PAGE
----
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Monday, July 22, 2019
 
 
Emilia Cundari, daughter of one of the founders of the former Mario’s Restaurant, was born in Detroit but grew up mostly in Windsor where she attended St. Mary’s Academy. The Ursuline nuns recognized her talent as a singer and directed her to Marygrove College in Detroit where she graduated with a bachelor of music degree.

After winning the Grinnell Music Award, Emilia went to New York to study with the renowned Max Rudolf and the City Center Opera.

She worked with such stellar figures in the business as conductors George Szell and Sir John Barbirolli. She made numerous recordings, including both Mahler’s Second Symphony and Beethoven’s Ninth with the legendary BrunoWalter.

Emilia killed her own career as an opera singer in favour of returning to Windsor to raise a family. Emilia shut the door on a solid career as a singer working with Milan’s La Scala. In departing Italy, she also left behind a husband, Sergio Pezzetti, an opera singer she had met in Naples. The two were married in Windsor, but Emilia had gone to live and work in Italy. However, when she became pregnant, she decided to return to Canada.

It was never really the same again for Emilia. She may have maintained seriousness about her art, but by continually turning down requests to perform elsewhere in the world, she saw her career quickly fade into obscurity.

Instead of performing, Emilia Cundari became a music teacher. Emilia Cundari is the opera singer who had experienced the glow of singing at Milan’s La Scala and the Metropolitan Opera in New York.

(Source: Marty Gervais. Soprano chose home over spotlight, The Windsor Star, January 2005)

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ABOUT EMILIA CUNDARI’S VOICE
BY JOHN GUINN
 
P11400 - Picture of Emilia Cundari, Italian soprano. Courtesy of Aldo Cundari.
  Emilia Cundari carries in her throat a great gift that is directly connected to her soul:

Any operatic voice is a combination of nature and training. Singers desiring to develop operatic careers submit the natural instruments they are born with to structured technical training that, if it is of the right kind, will preserve and enhance the instrument.

Still, it is the natural instrument that is the ultimate measure of a great voice. Or rather, it is the intensity with which that natural instrument reflects the personality of the singer that is the most important factor in judging a voice’s impact.

Unfortunately, today’s operatic stable is full of well-trained but faceless voices that are able to achieve all sorts of superficially dazzling technical feats without being able to touch a listener’s soul.

It is precisely that capacity to reach directly to the listener’s soul that distinguishes Emilia Cundari’s voice from nearly all of her contemporaries. Once heard, her sound is so intensely personal, so utterly honest, so unencumbered with artifice that the listener can only marvel at its unique communicative powers.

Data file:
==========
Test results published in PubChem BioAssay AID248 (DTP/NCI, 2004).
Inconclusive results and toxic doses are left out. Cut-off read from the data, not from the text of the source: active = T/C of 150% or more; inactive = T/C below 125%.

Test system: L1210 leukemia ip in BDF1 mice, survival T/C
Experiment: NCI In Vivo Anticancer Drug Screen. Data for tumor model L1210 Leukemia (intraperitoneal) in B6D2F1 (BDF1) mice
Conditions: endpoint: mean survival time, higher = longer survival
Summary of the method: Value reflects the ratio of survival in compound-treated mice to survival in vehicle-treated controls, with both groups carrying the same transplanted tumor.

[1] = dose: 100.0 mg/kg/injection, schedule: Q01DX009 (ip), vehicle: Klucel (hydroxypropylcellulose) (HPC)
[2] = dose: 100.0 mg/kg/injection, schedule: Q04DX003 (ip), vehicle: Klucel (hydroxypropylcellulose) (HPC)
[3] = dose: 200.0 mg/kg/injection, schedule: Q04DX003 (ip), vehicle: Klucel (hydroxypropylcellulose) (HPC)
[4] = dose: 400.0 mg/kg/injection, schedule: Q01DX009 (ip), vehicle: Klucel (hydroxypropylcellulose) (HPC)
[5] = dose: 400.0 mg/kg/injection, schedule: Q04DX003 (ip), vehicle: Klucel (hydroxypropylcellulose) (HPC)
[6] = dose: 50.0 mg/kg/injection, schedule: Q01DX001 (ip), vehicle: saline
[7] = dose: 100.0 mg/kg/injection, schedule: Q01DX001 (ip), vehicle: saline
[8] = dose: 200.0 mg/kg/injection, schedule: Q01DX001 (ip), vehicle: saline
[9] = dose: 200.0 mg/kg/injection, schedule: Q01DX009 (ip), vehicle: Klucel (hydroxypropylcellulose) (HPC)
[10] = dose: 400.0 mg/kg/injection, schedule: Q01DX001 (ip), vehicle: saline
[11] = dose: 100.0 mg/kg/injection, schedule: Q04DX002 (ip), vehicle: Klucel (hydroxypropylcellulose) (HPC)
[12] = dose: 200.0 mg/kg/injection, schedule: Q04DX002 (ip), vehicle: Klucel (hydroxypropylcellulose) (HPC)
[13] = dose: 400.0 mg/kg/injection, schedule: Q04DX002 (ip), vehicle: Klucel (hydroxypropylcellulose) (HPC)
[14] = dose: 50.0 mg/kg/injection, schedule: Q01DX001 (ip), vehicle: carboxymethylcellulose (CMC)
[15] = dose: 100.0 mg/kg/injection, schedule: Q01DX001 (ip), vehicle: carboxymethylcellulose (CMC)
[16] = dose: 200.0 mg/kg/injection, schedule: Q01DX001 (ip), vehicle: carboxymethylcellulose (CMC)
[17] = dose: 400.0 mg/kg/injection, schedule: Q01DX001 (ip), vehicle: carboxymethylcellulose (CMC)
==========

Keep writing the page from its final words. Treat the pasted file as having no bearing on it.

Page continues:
Make no mistake: Her technique is solid. But what accounts for the unusually strong impact of her voice, is the expansive artistic depth of the instrument itself.

I was fortunate to be able to work with Emilia Cundari as a colleague in a university setting for several years. There were many things that made our relationship enjoyable during those years, among them working with her as she mounted student operatic productions, talking with her about her years at the Metropolitan Opera and sharing mutual opinions of singers and composers.

But the most enjoyable times were the opportunities to hear her perform, whether at faculty recitals, at community events or as soloist with student choruses. Each time she shared her gifts in such settings the artistic caliber of those settings was raised to disarmingly high levels.

P11400 - Picture of Emilia Cundari, Italian soprano. Courtesy of Aldo Cundari.
 
P11401-Picture of Emilia Cundari, Italian soprano, as Gilda, in the opera “Rigoleto”, 1966-1967.Courtesy of Aldo Cundari.
 
P11401-Picture of Emilia Cundari, Italian soprano, as Gilda, in the opera “Rigoleto”, 1966-1967.Courtesy of Aldo Cundari.  
 
The Wedding of Emilia Cundari and Sergio Pezzetti in 1965. Courtesy of Aldo Cundari  
 

There is good singing, there is very good singing, and there is Emilia. No one in that university setting approached her artistic level. No one equaled her interpretive insights. And no one, including the operatic greats I heard during my two decades as classical music critic for the Detroit Free Press, surpassed her.

The impact her singing has on me can perhaps best be related by an incident that happened a few years back. I had not had the opportunity to hear her sing for several years when a friend loaned me a tape recording of her singing at her father’s funeral.

Eager to hear her again, I put the tape in my car tape player as I was driving to work As the intense, committed, soulful sound of her voice began to come through my car’s speakers, I immediately broke down in tears.

That’s how valuable Emilia Cundari’s voice is. And that’s why, while I am grateful for the opportunity to have worked with her, I am even more grateful to have heard her sing.

(Courtesy of Aldo Cundari)

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The opinions and interpretations in this publication are those of the author and do not necessarily reflect those of the Government of Canada.

 

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